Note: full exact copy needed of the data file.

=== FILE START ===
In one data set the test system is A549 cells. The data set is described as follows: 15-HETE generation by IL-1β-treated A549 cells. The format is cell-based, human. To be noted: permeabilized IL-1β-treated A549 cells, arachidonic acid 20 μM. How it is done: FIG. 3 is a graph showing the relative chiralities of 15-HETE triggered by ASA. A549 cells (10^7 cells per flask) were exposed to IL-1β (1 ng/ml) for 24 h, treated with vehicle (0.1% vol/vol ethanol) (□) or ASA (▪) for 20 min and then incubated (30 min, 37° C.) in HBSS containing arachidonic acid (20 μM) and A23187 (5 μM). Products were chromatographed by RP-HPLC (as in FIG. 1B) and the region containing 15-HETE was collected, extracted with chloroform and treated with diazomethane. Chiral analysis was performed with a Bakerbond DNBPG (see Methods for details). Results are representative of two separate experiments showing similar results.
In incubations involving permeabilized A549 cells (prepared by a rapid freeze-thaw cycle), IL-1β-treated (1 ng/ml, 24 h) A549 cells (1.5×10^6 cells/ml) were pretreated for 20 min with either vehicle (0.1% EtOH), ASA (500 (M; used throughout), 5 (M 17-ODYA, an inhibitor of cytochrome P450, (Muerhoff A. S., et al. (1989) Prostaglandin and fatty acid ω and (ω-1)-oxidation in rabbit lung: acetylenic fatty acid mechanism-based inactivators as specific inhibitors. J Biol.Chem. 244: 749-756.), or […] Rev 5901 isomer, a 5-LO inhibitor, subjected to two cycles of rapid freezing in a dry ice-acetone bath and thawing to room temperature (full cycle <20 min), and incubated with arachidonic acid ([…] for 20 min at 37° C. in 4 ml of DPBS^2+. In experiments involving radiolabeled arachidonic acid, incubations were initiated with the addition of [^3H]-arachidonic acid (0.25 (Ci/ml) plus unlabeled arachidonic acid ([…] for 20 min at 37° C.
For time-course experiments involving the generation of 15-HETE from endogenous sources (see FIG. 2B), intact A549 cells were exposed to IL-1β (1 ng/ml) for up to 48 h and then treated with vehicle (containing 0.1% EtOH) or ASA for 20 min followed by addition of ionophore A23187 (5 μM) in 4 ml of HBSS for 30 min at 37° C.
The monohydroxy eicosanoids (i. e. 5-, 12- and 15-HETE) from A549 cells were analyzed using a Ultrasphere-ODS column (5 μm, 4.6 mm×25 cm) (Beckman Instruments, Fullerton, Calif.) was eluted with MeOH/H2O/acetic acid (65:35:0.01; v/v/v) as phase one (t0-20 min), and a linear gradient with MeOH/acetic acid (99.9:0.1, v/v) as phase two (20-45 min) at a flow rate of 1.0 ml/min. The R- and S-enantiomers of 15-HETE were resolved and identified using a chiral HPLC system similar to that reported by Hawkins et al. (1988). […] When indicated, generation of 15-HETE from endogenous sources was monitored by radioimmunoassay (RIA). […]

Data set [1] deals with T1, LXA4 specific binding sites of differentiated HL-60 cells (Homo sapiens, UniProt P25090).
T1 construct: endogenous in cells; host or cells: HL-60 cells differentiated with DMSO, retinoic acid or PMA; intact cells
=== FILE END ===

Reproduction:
In one data set the test system is A549 cells. The data set is described as follows: 15-HETE generation by IL-1β-treated A549 cells. The format is cell-based, human. To be noted: permeabilized IL-1β-treated A549 cells, arachidonic acid 20 μM. How it is done: FIG. 3 is a graph showing the relative chiralities of 15-HETE triggered by ASA. A549 cells (10^7 cells per flask) were exposed to IL-1β (1 ng/ml) for 24 h, treated with vehicle (0.1% vol/vol ethanol) (□) or ASA (▪) for 20 min and then incubated (30 min, 37° C.) in HBSS containing arachidonic acid (20 μM) and A23187 (5 μM). Products were chromatographed by RP-HPLC (as in FIG. 1B) and the region containing 15-HETE was collected, extracted with chloroform and treated with diazomethane. Chiral analysis was performed with a Bakerbond DNBPG (see Methods for details). Results are representative of two separate experiments showing similar results.
In incubations involving permeabilized A549 cells (prepared by a rapid freeze-thaw cycle), IL-1β-treated (1 ng/ml, 24 h) A549 cells (1.5×10^6 cells/ml) were pretreated for 20 min with either vehicle (0.1% EtOH), ASA (500 (M; used throughout), 5 (M 17-ODYA, an inhibitor of cytochrome P450, (Muerhoff A. S., et al. (1989) Prostaglandin and fatty acid ω and (ω-1)-oxidation in rabbit lung: acetylenic fatty acid mechanism-based inactivators as specific inhibitors. J Biol.Chem. 244: 749-756.), or […] Rev 5901 isomer, a 5-LO inhibitor, subjected to two cycles of rapid freezing in a dry ice-acetone bath and thawing to room temperature (full cycle <20 min), and incubated with arachidonic acid ([…] for 20 min at 37° C. in 4 ml of DPBS^2+. In experiments involving radiolabeled arachidonic acid, incubations were initiated with the addition of [^3H]-arachidonic acid (0.25 (Ci/ml) plus unlabeled arachidonic acid ([…] for 20 min at 37° C.
For time-course experiments involving the generation of 15-HETE from endogenous sources (see FIG. 2B), intact A549 cells were exposed to IL-1β (1 ng/ml) for up to 48 h and then treated with vehicle (containing 0.1% EtOH) or ASA for 20 min followed by addition of ionophore A23187 (5 μM) in 4 ml of HBSS for 30 min at 37° C.
The monohydroxy eicosanoids (i. e. 5-, 12- and 15-HETE) from A549 cells were analyzed using a Ultrasphere-ODS column (5 μm, 4.6 mm×25 cm) (Beckman Instruments, Fullerton, Calif.) was eluted with MeOH/H2O/acetic acid (65:35:0.01; v/v/v) as phase one (t0-20 min), and a linear gradient with MeOH/acetic acid (99.9:0.1, v/v) as phase two (20-45 min) at a flow rate of 1.0 ml/min. The R- and S-enantiomers of 15-HETE were resolved and identified using a chiral HPLC system similar to that reported by Hawkins et al. (1988). […] When indicated, generation of 15-HETE from endogenous sources was monitored by radioimmunoassay (RIA). […]

Data set [1] deals with T1, LXA4 specific binding sites of differentiated HL-60 cells (Homo sapiens, UniProt P25090).
T1 construct: endogenous in cells; host or cells: HL-60 cells differentiated with DMSO, retinoic acid or PMA; intact cells